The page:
101. ^ a b Wood, Miranda; Baker, Kelly (28 May 2000). "Real woman forced to slim to play a part". The Sydney Morning Herald. Retrieved 1 February 2014.
  102. ^ "MP Exclusive! Plus Model Robyn in Australia's Madison Mag!". Madison Plus. 11 March 2010. Retrieved 21 July 2012.
  103. ^ Jones, Madeline (31 October 2011). "Robyn Lawley Interview and Editorial with Australian Women's Weekly". Plus Model Magazine.
  104. ^ "The Australian mags that are refusing to airbrush". nine msn. 4 July 2012. Retrieved 5 August 2012.
  105. ^ Berry, Sarah. "Robyn Lawley is first plus-size model to appear in GQ Australia". The Sydney Morning Herald. Retrieved 29 October 2013.
  106. ^ Holmes, Sally (30 January 2014). "Plus-Size Model Robyn Lawley Covers Cosmopolitan Australia". Elle. Hearst Communications. Retrieved 1 February 2014.
  107. ^ "A Call for Camp". Retrieved 22 July 2012.
  108. ^ "Vogue Japan I'm Better in Black". Retrieved 30 October 2013.
  109. ^ Triall-Nash, Glynis (17 May 2013). "Vogue eager to make an issue of 'real' women". The Australian. Retrieved 30 October 2013.
  110. ^ "America's War on the Overweight". Newsweek. 26 August 2009. Retrieved 16 October 2010.
  111. ^ "Plus-Size Models Doing Big Girls No Favours". 8 September 2009. Retrieved 16 October 2010.
  112. ^ "Fashion Week's Latest Trend? Plus-Size Models". NPR News. 15 February 2010. Retrieved 16 October 2010.
  113. ^ Sauers, Jenna (26 July 2001). "Plus-Size Models Wear Body Padding To Please Certain Clients, And Other Modeling Non-Secrets". Jezebel. Retrieved 23 July 2012.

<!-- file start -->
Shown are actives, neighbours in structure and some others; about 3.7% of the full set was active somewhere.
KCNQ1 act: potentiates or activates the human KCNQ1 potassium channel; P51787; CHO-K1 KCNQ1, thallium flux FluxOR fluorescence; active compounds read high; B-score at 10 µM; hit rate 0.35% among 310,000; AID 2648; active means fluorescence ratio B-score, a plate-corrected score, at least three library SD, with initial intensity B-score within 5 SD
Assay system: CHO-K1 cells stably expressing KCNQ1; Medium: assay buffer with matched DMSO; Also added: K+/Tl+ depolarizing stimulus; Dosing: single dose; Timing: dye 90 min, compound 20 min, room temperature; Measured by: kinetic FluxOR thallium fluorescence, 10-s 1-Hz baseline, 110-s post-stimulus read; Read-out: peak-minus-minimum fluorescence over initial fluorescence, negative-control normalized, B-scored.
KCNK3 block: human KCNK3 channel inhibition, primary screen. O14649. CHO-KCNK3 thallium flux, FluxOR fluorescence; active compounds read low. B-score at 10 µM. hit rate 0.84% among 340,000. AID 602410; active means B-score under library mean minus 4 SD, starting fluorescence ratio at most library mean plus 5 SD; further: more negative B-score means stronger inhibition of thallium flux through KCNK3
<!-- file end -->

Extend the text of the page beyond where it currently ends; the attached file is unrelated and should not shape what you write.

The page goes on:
114. ^ "Pressure to Get Skinny Still the Fashion Norm, Even in the Plus-Sized Model World". Fox News Channel. 14 September 2009. Archived from the original on 22 June 2013. Retrieved 28 July 2012.
  115. ^ Walker, Harriet (16 June 2010). "Designer Says Plus-Size Models Are 'a Joke'". The Independent. London. Retrieved 16 October 2010.
  116. ^ "'No One Wants to See Curvy Women': German designer Karl Lagerfeld". The Independent. London. 12 October 2009. Archived from the original on 15 October 2009. Retrieved 16 October 2010.
  117. ^ unattributed (18 November 2004). "Lagerfeld's High Street Split". Vogue UK.
  118. ^ a b Richardson, Lisa (21 August 2001). "Plus-size model defies a stereotype -- for herself and for other Asian women". Chicago Tribune. Retrieved 22 July 2012.
  119. ^ "Where My Sistas At? The Underrepresentation of Black Plus Size Models in Mainstream Fashion". Racialicious. 23 April 2010. Archived from the original on 23 October 2012. Retrieved 22 July 2012.
  120. ^ "Ford Models Agency Showing Some Curves". Plus Model Magazine. 28 June 2012. Retrieved 22 July 2012.
  121. ^ "Fox News article on Stefania Ferrario and #droptheplus campaign". 23 March 2015. Archived from the original on 21 February 2016. Retrieved 29 March 2015.
  122. ^ "Bustle article on #droptheplus". Bustle. Retrieved 29 March 2015.

External links[edit]